These historic innovations also have something else in common: they have all been made possible by federal investments in research and technology. Over the past 30 years, federal investments in research have helped split the atom, splice the gene, put men on the moon, invent the microchip, the laser, and the Internet ~ and have created millions of jobs.

The question today is: are we going to build on this progress -- are we going to continue to explore every corner of our world and universe -- and also take care to balance our newest discoveries with our oldest values? President Clinton and I answer a resounding: YES!  Today, I want to suggest a new compact between our scientific community and our government ~ one that is based on rigorous support for fundamental science, and also a shared responsibility to shape our breakthroughs into a powerful force for progress.
 Let me suggest three ways we can harness science and technology to achieve our highest purposes.

First, we must do more to use science and technology to sustain our prosperity, create jobs, and grow the economy for the 21st Century.

Our economy has never been more driven by science and technology than it is today. Over the past three years, information technology alone has accounted for more than one-third of America's economic growth. More than 7.4 million Americans work in IT today -- and those jobs pay, on average, sixty percent higher than the average job. It's not just good for our economy -- it's good for our families.

No wonder Alan Greenspan said this week that rapid technological change is one of the forces producing what he called  "America's sparkling economic performances.”

It's also an example of public-private partnership at its finest. We make the long-term investments that most companies can't afford to make -- but then they invest in those ideas and find ways to use them to help our families. For example, several years ago I called for the creation of a new Global Information Infrastructure -- a network of networks that will connect every remote village and community to the World Wide Web by the year 2008. More than $600 billion of private capital has now been invested worldwide, and we are on our way. We are also working to connect more than 100 of our top universities to the Next Generation Internet --which is 1,000 times faster than today's Internet. These investments hold enormous promise for raising standards of living, and spawning whole new industries.

We need to do more to keep this progress and prosperity going. So today, I am pleased to make two brand new announcements that will help us grow our economy even more.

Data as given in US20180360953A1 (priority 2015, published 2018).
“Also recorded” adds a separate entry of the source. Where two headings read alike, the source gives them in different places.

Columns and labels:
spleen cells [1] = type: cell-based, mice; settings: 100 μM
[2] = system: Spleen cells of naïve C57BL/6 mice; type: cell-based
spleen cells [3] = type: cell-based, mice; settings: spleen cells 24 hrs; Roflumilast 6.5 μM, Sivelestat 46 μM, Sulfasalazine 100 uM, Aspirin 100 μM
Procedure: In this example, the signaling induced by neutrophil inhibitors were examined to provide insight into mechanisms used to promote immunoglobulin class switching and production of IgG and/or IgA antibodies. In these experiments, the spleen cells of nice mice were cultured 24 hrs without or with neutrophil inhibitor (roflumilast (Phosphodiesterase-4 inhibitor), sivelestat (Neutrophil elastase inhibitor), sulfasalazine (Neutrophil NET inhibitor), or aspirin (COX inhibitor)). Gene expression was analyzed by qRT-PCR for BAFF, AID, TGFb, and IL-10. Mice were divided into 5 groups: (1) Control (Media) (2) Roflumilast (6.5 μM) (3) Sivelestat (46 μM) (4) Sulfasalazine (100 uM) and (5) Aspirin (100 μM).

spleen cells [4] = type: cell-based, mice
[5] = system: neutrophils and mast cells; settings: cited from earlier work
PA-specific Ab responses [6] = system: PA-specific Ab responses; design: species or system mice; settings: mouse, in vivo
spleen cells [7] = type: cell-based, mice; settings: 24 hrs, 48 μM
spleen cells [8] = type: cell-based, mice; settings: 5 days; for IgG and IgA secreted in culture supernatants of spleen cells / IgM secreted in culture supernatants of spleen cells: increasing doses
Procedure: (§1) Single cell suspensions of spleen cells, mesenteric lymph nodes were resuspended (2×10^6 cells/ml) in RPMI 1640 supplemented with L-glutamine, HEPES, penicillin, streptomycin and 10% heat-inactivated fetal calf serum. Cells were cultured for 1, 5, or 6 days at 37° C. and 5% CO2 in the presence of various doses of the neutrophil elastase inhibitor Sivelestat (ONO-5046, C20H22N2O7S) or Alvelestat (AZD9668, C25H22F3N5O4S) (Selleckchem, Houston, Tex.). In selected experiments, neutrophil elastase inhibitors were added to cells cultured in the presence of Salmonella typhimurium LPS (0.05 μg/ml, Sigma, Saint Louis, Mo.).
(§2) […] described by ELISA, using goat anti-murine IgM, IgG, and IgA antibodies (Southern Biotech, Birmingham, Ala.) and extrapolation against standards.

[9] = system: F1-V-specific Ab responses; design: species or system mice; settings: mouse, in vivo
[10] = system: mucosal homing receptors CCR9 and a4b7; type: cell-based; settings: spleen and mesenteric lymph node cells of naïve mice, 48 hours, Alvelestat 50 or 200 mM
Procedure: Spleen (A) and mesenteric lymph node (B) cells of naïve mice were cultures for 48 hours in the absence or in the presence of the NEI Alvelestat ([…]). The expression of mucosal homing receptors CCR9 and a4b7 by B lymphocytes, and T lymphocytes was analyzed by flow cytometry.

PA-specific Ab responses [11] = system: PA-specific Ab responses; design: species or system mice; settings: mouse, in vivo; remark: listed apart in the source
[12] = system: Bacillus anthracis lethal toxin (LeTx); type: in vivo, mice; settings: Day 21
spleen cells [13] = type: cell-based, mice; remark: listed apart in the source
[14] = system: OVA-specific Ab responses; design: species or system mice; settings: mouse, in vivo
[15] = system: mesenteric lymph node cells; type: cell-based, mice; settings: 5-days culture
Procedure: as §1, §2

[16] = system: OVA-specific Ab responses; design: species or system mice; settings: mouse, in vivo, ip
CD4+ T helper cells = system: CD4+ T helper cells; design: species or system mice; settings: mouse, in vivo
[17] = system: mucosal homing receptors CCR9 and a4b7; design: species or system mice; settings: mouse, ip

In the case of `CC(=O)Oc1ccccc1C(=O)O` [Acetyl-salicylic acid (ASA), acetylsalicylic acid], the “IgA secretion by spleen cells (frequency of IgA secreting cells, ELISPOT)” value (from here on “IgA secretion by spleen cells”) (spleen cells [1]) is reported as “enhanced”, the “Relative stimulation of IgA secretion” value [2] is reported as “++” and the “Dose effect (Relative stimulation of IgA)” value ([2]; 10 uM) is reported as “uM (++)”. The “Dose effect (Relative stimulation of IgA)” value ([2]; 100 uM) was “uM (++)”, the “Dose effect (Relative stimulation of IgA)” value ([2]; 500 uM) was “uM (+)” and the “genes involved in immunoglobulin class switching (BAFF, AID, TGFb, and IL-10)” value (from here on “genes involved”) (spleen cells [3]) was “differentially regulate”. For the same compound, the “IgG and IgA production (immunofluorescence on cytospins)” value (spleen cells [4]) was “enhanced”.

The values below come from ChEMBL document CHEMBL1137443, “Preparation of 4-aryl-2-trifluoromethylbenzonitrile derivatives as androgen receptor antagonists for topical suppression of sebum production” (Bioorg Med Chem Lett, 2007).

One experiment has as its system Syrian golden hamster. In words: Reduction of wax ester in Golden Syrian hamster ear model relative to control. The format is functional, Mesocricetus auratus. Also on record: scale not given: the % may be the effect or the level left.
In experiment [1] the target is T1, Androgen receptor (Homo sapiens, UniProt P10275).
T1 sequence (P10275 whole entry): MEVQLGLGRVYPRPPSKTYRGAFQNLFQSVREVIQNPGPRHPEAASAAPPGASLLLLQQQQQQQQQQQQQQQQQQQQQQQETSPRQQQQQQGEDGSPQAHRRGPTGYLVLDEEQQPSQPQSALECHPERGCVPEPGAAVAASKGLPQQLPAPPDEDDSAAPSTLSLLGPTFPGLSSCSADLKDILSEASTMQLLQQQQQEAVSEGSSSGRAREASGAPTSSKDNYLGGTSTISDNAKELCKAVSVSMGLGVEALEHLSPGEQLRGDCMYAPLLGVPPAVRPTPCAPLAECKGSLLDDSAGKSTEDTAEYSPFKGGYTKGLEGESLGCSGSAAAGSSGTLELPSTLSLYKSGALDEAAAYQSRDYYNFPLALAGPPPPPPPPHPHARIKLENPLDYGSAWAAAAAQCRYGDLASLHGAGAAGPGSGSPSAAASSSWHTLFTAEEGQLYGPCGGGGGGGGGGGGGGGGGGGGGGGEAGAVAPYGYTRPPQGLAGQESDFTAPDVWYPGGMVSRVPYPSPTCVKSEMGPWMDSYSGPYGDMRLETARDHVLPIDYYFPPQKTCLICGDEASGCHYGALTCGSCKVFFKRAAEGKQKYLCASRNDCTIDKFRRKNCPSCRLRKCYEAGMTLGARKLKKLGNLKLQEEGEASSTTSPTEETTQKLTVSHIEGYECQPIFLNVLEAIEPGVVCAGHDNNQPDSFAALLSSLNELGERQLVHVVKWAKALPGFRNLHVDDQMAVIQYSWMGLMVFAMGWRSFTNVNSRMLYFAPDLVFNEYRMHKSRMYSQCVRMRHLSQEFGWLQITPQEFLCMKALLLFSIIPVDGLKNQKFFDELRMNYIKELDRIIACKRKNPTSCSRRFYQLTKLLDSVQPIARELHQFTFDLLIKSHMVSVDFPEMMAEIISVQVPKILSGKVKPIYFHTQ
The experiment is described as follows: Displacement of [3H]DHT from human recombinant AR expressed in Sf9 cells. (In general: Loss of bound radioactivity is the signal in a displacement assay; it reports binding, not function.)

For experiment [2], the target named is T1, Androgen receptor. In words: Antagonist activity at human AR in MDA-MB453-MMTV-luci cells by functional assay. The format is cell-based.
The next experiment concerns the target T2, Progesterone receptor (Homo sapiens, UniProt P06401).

First, as part of the balanced budget we are submitting to Congress next month, I am proud to announce that we are proposing an additional $366 million in cutting-edge, job creating information technology research for the 21st Century. This initiative -- which we call "IT Squared" -- represents an unprecedented 28 percent increase in information technology research, and will support both long-term IT research as well as research into advanced applications.

The science that this research could make possible is awesome to contemplate --computers that can speak and understand human language; intelligent agents that can search the Intemet on our behalf; and high-speed wireless networks that bring telemedicine to our most remote communities. By the year 2004, we even expect to have a new supercomputer that makes more than 100 trillion calculations per second -- whose advanced simulations will allow us to test nuclear simulations and even predict tornadoes.
While the possibilities in science are awesome, the possibilities for our jobs, our families, and our economy are even more awesome.  Our investments 30 years ago helped create the 7.4 million jobs we see in IT today -- this initiative will help us sustain that prosperity, and holds out the promise of creating millions of new jobs for generations to come. These are not low-paying jobs -- these are the kinds of jobs that let you raise a family, educate your kids, buy a home, buy a car, take a nice vacation -- and retire in dignity with good health care. That is what this new initiative could mean for America.

To help make that day a reality, we are also taking new steps to stimulate private investment. Today, I am also proud to announce that we will propose an extension of America's $2.4 billion Research and Experimentation Tax Credit. This R&E tax credit means more high- wage jobs for our families, and continued American economic leadership well into the 21st Century.

Second, we must make sure that we not only generate the fruits of discovery, but also share them. That means working to ensure that more of our people have access to technology. and also that we provide the best education in the world.